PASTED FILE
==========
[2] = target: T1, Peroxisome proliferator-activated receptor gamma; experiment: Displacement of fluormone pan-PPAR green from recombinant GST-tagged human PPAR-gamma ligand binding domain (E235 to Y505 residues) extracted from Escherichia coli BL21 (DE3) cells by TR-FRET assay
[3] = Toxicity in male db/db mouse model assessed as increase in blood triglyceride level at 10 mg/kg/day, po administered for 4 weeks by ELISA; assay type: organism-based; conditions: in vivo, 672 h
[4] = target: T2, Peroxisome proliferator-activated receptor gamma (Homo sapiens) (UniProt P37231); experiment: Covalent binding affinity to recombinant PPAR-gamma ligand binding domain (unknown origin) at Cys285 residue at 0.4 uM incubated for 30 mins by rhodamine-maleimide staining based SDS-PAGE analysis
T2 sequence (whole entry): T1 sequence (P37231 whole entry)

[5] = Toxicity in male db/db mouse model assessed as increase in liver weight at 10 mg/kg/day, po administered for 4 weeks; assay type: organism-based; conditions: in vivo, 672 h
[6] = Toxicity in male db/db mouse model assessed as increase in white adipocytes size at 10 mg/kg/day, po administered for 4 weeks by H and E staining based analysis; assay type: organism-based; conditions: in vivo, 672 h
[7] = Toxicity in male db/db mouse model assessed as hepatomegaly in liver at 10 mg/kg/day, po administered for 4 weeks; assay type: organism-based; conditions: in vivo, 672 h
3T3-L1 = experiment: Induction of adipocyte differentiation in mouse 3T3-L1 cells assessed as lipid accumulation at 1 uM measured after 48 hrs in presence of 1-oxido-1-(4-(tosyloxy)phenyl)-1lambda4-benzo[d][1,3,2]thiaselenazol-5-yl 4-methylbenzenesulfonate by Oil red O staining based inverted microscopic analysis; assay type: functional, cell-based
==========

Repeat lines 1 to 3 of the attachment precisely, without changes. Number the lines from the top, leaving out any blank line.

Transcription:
[2] = target: T1, Peroxisome proliferator-activated receptor gamma; experiment: Displacement of fluormone pan-PPAR green from recombinant GST-tagged human PPAR-gamma ligand binding domain (E235 to Y505 residues) extracted from Escherichia coli BL21 (DE3) cells by TR-FRET assay
[3] = Toxicity in male db/db mouse model assessed as increase in blood triglyceride level at 10 mg/kg/day, po administered for 4 weeks by ELISA; assay type: organism-based; conditions: in vivo, 672 h
[4] = target: T2, Peroxisome proliferator-activated receptor gamma (Homo sapiens) (UniProt P37231); experiment: Covalent binding affinity to recombinant PPAR-gamma ligand binding domain (unknown origin) at Cys285 residue at 0.4 uM incubated for 30 mins by rhodamine-maleimide staining based SDS-PAGE analysis